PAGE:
Ship sculpture

Ships in sculpture are fairly frequent in Britain, as might be expected for a maritime nation. Shown above are some typical examples, including a pair of simplified sailing boats subsumed to a decorative scheme, a ship weathervane, a figure emblematic of English Trade with the lightest of low relief ships sketched in the background, along with other symbols of trade, a many-sailed fast trading ship, a cartouche made up of a steamship with the the smoke from the funnel and an overflowing cornucopia forming the surround, and a free-standing ship in stone with metal rigging on a nautical almshouse. Below left is an example with sailors hauling a boat on to a beach. It is a rather large sculpture (the figures are full size) which few look at, high up above Regent Street on the façade of the Liberty’s Building (No. 208-222 Regent Street). On the same building are little ornamental ships as clasps for obelisks: in both cases the ship is a symbol of trade from distant lands, most relevant to a shop with imported and exotic wares for sale.

Stone and bronze ship sculpture on the Liberty's Building, Regent Street.

Ships are most common as high relief sculpture. The example below centre has a many-oared ship with a sail as well, and what appears to be a small tower; it forms the design on a shield held by a merman and mermaid as supporters. Next, some great galleon, seen with all its many gun-hatches, closed here, as the ship sails away from us on a calm sea. The two flanking pictures are examples of more modern ships, both shown coming towards us, suggestive of speed.

Relief sculpture of ships.

More examples. Below left is one not on the face of a shield or boss, but at its top, a tubby little sailing ship, with stylised waves, and at the base, the face of some river god (you’ll need to click on the small image to see this). The other sculptural detail is floral: little flowers of the bluebell type, and olive branches. Next, a fishing scene with a small fishing vessel being unloaded, this being one of a series of relief sculptures by the sculptor Henry Bonehill in Manchester. Then a single sailed vessel, with a carved figurehead, as part of a decorative scheme on the corner of a building. And to the right, a Cutty Sark type of clipper, with many sails, forming part of a design with rather Tudor designs symbolising England, Scotland, Ireland and Wales, and with two leaping fish.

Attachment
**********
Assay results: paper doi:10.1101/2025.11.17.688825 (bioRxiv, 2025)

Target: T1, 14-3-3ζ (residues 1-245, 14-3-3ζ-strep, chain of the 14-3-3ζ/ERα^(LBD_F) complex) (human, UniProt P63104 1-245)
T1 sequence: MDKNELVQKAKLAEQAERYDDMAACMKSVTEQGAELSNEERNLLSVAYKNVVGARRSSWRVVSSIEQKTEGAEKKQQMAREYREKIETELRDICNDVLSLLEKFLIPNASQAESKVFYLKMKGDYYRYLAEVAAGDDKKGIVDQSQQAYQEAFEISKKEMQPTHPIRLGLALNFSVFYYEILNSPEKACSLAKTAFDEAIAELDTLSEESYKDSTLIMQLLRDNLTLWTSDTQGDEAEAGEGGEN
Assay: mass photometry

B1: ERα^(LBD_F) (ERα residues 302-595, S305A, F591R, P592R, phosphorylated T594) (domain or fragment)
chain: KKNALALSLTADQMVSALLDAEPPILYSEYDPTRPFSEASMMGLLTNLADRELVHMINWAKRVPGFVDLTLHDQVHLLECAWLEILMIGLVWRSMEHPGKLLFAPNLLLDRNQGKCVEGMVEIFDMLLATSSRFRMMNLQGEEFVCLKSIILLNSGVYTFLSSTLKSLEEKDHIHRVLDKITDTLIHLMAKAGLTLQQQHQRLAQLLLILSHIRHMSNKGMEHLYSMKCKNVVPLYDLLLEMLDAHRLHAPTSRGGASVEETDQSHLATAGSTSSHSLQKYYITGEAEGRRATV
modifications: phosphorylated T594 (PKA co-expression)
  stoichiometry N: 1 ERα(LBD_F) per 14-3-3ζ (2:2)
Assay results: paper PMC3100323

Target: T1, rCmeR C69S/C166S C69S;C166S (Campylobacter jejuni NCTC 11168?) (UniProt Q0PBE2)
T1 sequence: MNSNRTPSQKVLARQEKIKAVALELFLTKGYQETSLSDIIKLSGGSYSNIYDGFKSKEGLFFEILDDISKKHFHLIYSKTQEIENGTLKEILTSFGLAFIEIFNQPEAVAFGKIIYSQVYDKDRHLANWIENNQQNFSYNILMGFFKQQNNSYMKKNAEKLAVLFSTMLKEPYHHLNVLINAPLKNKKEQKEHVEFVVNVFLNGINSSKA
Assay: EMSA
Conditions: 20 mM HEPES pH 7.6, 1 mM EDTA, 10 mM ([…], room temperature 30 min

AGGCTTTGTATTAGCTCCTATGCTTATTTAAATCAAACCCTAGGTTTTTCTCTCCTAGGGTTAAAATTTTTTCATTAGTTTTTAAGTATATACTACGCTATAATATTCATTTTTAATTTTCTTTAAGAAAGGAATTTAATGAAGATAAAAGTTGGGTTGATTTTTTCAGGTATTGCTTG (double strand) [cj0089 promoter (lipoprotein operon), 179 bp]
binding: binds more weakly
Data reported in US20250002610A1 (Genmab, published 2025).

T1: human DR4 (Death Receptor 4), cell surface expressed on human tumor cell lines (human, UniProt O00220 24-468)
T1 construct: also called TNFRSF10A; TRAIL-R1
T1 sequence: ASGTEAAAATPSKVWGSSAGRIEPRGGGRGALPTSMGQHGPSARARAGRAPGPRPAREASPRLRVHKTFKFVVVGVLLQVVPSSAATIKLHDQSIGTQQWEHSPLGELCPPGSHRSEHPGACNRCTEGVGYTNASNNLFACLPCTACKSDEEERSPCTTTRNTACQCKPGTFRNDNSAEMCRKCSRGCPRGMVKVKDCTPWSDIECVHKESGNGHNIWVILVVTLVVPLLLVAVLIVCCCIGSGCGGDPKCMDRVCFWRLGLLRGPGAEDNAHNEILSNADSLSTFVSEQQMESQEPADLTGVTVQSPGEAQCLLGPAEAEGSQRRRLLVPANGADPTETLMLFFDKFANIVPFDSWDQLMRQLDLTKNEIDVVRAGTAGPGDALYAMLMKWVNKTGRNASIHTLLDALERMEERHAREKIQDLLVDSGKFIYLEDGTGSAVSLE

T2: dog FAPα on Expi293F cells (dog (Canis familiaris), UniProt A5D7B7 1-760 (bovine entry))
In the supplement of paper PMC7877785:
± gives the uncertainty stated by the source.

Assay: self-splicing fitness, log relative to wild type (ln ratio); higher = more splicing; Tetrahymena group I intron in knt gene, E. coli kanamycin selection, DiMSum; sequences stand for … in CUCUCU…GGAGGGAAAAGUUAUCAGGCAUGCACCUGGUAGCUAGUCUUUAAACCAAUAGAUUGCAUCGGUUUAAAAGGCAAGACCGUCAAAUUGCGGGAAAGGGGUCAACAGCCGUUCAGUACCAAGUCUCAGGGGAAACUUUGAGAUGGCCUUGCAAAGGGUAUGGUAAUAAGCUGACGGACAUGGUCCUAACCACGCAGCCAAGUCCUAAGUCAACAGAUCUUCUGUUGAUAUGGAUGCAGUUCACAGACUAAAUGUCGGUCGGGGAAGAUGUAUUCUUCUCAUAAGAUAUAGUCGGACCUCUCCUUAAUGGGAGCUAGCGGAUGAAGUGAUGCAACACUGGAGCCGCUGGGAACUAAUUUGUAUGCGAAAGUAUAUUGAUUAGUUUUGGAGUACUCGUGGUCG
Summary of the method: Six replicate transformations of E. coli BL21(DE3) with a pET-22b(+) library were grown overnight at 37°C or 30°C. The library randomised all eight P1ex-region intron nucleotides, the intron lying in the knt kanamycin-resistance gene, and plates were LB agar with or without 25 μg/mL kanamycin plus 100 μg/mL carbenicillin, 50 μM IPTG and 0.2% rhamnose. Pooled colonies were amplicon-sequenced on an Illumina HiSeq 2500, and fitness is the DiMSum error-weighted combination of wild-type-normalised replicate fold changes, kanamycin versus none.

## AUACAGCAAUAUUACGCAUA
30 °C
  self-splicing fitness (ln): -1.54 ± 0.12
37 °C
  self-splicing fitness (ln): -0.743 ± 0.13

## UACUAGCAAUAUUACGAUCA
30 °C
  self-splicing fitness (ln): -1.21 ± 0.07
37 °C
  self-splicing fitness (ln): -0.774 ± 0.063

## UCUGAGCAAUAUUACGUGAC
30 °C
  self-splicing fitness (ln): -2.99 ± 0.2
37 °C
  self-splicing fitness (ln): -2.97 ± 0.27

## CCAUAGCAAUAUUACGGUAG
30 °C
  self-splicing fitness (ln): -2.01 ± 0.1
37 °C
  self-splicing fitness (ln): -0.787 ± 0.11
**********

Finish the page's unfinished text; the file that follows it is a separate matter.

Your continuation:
Next, below, we have another ship with many sails in a decorative scheme, without the sea beneath, but rather ribbons suggestive of waves. Then a great sea battle, from the front of Deptford Town Hall, by the sculptor Henry Poole – a most spirited piece, with all sorts of details which can be seen if you click on the picture to enlarge it, but could not really be appreciated on the actual building from the ground down below without some visual aid. Then another decorative piece, with wht appears to be a dockside scene.

A three dimensional alternative for architectural sculpture is the prow of a ship. Below left, a ship's prow as an emphasis on the corner of a late Victorian Queen Anne style building, with finny embellishments underneath, and cornucopias on the side, these being again evocative of trade and prosperity and thus appropriate for a commercial building. Then an example from the ballustrade of a building, with a king’s head thrusting forward, more of a battering ram than a figurehead; note the two little dolphins in the water at the base. Then a combination of ship’s prow – here bearing a lion head, and the relief of a ship, most delicate (you will need to click to enlarge to see this), all in cast iron. Then an example of the prow of a ship in full sail, with great fishes writhing on each side. The next example is a carved keystone above an arch, with a ship's prow and forward-facing square sail, an effective composition economically filling the available space. Finally, to the far right, in iron again, is the front of a ship above a portico with a clock, showing delicate rigging and detail.

Architectural sculpture: ship's prows.